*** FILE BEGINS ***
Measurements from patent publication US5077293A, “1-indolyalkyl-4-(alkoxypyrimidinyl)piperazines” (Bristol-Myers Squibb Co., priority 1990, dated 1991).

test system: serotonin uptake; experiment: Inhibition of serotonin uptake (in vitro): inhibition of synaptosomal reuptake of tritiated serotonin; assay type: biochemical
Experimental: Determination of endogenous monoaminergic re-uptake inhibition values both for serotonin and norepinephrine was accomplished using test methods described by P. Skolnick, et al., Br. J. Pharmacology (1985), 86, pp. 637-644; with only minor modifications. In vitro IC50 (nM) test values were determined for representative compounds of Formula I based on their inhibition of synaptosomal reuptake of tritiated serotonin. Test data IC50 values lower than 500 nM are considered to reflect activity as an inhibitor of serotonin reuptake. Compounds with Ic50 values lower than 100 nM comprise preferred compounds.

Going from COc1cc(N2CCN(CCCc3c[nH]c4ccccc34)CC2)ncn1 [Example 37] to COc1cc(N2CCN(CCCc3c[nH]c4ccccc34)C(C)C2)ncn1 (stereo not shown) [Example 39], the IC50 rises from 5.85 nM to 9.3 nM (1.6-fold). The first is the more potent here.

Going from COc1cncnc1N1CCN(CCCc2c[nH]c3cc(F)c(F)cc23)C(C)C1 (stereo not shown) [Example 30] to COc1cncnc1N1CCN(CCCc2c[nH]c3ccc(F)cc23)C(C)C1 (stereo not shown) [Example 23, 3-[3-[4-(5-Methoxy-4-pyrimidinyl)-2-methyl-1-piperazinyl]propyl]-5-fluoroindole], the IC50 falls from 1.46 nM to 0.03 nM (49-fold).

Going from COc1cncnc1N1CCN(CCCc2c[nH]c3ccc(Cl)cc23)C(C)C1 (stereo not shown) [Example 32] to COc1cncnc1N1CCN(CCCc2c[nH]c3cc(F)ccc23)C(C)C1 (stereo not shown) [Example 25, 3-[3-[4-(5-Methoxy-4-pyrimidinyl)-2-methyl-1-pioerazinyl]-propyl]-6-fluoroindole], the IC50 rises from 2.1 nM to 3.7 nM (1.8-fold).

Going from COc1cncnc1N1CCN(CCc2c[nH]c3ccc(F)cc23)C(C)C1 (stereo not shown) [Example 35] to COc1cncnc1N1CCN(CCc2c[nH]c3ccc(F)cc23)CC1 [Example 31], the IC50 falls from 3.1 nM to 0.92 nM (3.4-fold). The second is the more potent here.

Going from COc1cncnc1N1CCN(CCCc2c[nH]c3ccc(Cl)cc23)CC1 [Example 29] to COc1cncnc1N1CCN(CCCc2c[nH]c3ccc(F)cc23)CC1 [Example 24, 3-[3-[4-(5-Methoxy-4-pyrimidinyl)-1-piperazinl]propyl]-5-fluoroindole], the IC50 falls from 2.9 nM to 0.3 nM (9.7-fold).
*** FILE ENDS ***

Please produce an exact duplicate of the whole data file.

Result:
Measurements from patent publication US5077293A, “1-indolyalkyl-4-(alkoxypyrimidinyl)piperazines” (Bristol-Myers Squibb Co., priority 1990, dated 1991).

test system: serotonin uptake; experiment: Inhibition of serotonin uptake (in vitro): inhibition of synaptosomal reuptake of tritiated serotonin; assay type: biochemical
Experimental: Determination of endogenous monoaminergic re-uptake inhibition values both for serotonin and norepinephrine was accomplished using test methods described by P. Skolnick, et al., Br. J. Pharmacology (1985), 86, pp. 637-644; with only minor modifications. In vitro IC50 (nM) test values were determined for representative compounds of Formula I based on their inhibition of synaptosomal reuptake of tritiated serotonin. Test data IC50 values lower than 500 nM are considered to reflect activity as an inhibitor of serotonin reuptake. Compounds with Ic50 values lower than 100 nM comprise preferred compounds.

Going from COc1cc(N2CCN(CCCc3c[nH]c4ccccc34)CC2)ncn1 [Example 37] to COc1cc(N2CCN(CCCc3c[nH]c4ccccc34)C(C)C2)ncn1 (stereo not shown) [Example 39], the IC50 rises from 5.85 nM to 9.3 nM (1.6-fold). The first is the more potent here.

Going from COc1cncnc1N1CCN(CCCc2c[nH]c3cc(F)c(F)cc23)C(C)C1 (stereo not shown) [Example 30] to COc1cncnc1N1CCN(CCCc2c[nH]c3ccc(F)cc23)C(C)C1 (stereo not shown) [Example 23, 3-[3-[4-(5-Methoxy-4-pyrimidinyl)-2-methyl-1-piperazinyl]propyl]-5-fluoroindole], the IC50 falls from 1.46 nM to 0.03 nM (49-fold).

Going from COc1cncnc1N1CCN(CCCc2c[nH]c3ccc(Cl)cc23)C(C)C1 (stereo not shown) [Example 32] to COc1cncnc1N1CCN(CCCc2c[nH]c3cc(F)ccc23)C(C)C1 (stereo not shown) [Example 25, 3-[3-[4-(5-Methoxy-4-pyrimidinyl)-2-methyl-1-pioerazinyl]-propyl]-6-fluoroindole], the IC50 rises from 2.1 nM to 3.7 nM (1.8-fold).

Going from COc1cncnc1N1CCN(CCc2c[nH]c3ccc(F)cc23)C(C)C1 (stereo not shown) [Example 35] to COc1cncnc1N1CCN(CCc2c[nH]c3ccc(F)cc23)CC1 [Example 31], the IC50 falls from 3.1 nM to 0.92 nM (3.4-fold). The second is the more potent here.

Going from COc1cncnc1N1CCN(CCCc2c[nH]c3ccc(Cl)cc23)CC1 [Example 29] to COc1cncnc1N1CCN(CCCc2c[nH]c3ccc(F)cc23)CC1 [Example 24, 3-[3-[4-(5-Methoxy-4-pyrimidinyl)-1-piperazinl]propyl]-5-fluoroindole], the IC50 falls from 2.9 nM to 0.3 nM (9.7-fold).